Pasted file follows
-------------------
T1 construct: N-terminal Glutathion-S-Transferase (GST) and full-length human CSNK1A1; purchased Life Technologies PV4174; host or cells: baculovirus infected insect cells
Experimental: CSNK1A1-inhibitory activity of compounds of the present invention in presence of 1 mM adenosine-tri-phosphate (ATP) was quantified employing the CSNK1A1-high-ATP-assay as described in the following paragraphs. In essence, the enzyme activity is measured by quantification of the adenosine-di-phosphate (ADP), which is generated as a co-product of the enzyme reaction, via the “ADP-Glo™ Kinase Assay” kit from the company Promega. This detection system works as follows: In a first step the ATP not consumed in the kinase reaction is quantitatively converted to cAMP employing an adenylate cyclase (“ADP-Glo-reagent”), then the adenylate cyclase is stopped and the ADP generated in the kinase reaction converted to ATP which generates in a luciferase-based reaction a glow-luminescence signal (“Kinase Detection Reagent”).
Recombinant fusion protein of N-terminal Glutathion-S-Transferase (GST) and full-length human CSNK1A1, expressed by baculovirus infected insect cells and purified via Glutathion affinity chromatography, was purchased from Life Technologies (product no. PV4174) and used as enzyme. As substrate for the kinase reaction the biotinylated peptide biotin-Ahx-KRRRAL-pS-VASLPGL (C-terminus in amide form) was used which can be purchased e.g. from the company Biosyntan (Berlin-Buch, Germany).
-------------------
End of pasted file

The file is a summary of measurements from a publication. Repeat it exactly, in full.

T1 construct: N-terminal Glutathion-S-Transferase (GST) and full-length human CSNK1A1; purchased Life Technologies PV4174; host or cells: baculovirus infected insect cells
Experimental: CSNK1A1-inhibitory activity of compounds of the present invention in presence of 1 mM adenosine-tri-phosphate (ATP) was quantified employing the CSNK1A1-high-ATP-assay as described in the following paragraphs. In essence, the enzyme activity is measured by quantification of the adenosine-di-phosphate (ADP), which is generated as a co-product of the enzyme reaction, via the “ADP-Glo™ Kinase Assay” kit from the company Promega. This detection system works as follows: In a first step the ATP not consumed in the kinase reaction is quantitatively converted to cAMP employing an adenylate cyclase (“ADP-Glo-reagent”), then the adenylate cyclase is stopped and the ADP generated in the kinase reaction converted to ATP which generates in a luciferase-based reaction a glow-luminescence signal (“Kinase Detection Reagent”).
Recombinant fusion protein of N-terminal Glutathion-S-Transferase (GST) and full-length human CSNK1A1, expressed by baculovirus infected insect cells and purified via Glutathion affinity chromatography, was purchased from Life Technologies (product no. PV4174) and used as enzyme. As substrate for the kinase reaction the biotinylated peptide biotin-Ahx-KRRRAL-pS-VASLPGL (C-terminus in amide form) was used which can be purchased e.g. from the company Biosyntan (Berlin-Buch, Germany).